Compost factory smell 'affecting our children’s lives' (7)Compost factory smell 'affecting our children’s lives' (8)

To date there has been no enforcement action against Northway Mushrooms.

But Mid Ulster Council has confirmed to BBC News NI it is currently investigating “potential breaches”.

Meanwhile a planning application to expand the yard and equipment at the factory has attracted more than 150 letters of objection.

A spokesperson for Mid Ulster Council said it was aware of community concerns but couldn’t comment further as there was a live investigation.

'No adverse findings'

BBC News NI contacted Northway Mushrooms earlier this month before it entered administration and raised a number of the concerns highlighted by some local residents.

It said the factory played a “critical role in the agri-food industry” and sustained a large number of jobs in the area.

A spokesperson added: “We take all issues and claims raised very seriously, particularly those relating to health, which must be based on facts.

“Over the last 12 months we have had on-site inspections carried out by all relevant health and safety authorities. These inspections have not resulted in any adverse findings or concerns.”

Compost factory smell 'affecting our children’s lives' (9)Compost factory smell 'affecting our children’s lives' (10)BBC News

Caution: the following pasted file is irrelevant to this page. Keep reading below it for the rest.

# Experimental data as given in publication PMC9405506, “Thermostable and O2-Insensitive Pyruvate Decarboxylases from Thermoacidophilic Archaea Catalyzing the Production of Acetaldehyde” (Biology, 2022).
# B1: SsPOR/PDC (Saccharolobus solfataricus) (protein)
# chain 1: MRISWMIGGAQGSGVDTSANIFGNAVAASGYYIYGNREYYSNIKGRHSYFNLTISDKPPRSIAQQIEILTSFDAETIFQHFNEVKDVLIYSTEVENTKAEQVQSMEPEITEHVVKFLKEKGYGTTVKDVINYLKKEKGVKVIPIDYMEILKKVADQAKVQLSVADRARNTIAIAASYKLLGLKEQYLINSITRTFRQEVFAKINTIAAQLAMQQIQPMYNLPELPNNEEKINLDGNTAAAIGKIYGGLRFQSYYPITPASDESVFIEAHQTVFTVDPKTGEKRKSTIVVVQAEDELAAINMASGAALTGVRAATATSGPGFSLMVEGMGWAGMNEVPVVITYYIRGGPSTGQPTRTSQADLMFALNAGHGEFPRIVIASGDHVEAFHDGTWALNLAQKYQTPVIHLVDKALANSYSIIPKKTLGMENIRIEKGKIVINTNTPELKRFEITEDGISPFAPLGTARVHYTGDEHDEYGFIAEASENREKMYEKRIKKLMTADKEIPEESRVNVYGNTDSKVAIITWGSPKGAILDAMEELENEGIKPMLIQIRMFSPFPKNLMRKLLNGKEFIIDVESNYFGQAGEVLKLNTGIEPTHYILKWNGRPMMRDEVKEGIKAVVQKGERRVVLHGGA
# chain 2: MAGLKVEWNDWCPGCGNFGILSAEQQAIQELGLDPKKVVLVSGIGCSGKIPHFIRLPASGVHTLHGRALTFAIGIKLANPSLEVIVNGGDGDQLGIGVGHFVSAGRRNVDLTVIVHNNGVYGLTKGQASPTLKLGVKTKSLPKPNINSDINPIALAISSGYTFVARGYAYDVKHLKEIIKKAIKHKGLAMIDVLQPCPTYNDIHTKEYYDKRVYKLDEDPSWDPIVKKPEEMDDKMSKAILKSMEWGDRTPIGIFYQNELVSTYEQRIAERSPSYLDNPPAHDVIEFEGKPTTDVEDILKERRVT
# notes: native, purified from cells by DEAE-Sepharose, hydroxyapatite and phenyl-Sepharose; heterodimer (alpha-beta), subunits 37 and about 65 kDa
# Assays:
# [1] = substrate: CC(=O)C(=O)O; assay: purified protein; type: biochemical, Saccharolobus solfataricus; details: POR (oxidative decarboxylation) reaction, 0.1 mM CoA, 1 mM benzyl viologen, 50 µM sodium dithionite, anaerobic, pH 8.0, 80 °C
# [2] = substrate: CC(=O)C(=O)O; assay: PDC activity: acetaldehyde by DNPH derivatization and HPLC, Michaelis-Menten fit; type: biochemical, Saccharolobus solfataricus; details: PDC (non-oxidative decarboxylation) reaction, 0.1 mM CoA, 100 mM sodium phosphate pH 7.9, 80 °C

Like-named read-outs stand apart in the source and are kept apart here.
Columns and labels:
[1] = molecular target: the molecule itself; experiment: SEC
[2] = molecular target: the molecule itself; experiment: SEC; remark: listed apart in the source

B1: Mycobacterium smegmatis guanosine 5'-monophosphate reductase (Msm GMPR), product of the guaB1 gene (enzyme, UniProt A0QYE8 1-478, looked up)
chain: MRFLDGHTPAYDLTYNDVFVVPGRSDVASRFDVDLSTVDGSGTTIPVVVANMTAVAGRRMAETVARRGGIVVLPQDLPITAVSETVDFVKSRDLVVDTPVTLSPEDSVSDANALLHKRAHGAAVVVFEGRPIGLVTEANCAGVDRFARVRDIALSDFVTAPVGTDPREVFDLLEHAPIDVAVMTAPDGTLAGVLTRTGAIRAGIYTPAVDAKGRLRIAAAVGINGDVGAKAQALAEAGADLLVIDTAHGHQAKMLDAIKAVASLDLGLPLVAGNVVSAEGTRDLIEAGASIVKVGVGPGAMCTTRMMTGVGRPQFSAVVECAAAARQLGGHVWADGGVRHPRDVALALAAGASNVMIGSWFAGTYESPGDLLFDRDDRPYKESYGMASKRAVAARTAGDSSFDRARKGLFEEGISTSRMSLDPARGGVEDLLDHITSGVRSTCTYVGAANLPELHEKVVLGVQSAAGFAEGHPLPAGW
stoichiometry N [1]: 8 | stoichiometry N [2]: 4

Northway currently has a planning application in with Mid Ulster Council for a yard extension for additional bale storage and equipment.

In a statement released earlier this month, the company said the application was part of a “commitment to improving the operational performance of the facility".

'Spreading of slurry'

Concerns surrounding odour issues at Northway have been discussed several times at Mid Ulster Council.

The issue was also raised in a letter dated 3 June 2024 from Mid Ulster Council’s Environmental Health Department.

It stated that “ongoing investigations have confirmed the presence of odours on numerous occasions and at various locations around the existing site”.

The Northern Ireland Environment Agency (NIEA) investigates environmental crimes and safety breaches.

It said there had been no breaches or enforcement action against Northway Mushrooms and that it continued to monitor the situation.

In a statement it said: “For the NIEA the presence of odour from the Northway Mushroom facility may not in itself be deemed to be a breach of the conditions of their waste management licence.”

BBC News NI also contacted the joint administrators of Northway Mushrooms, but they said they had no further comment to make at this time.

Commenting on the concerns raised by the local GAA club an NIEA spokesperson added: “On 6 June 2024, whilst an odour at that location was detected, it was attributed to the land spreading of slurry.”

Mid Ulster councillor Kevin McElvogue lives in the area and said linking the smell to slurry was “insulting”.

He said: “That is total nonsense, in my opinion. This is a big farming community here - they know the difference between this smell and the spreading of slurry.

“All local people want here is the smell addressed - simple as that.”

Northern Ireland


Compost factory smell 'affecting our children’s lives' (2024)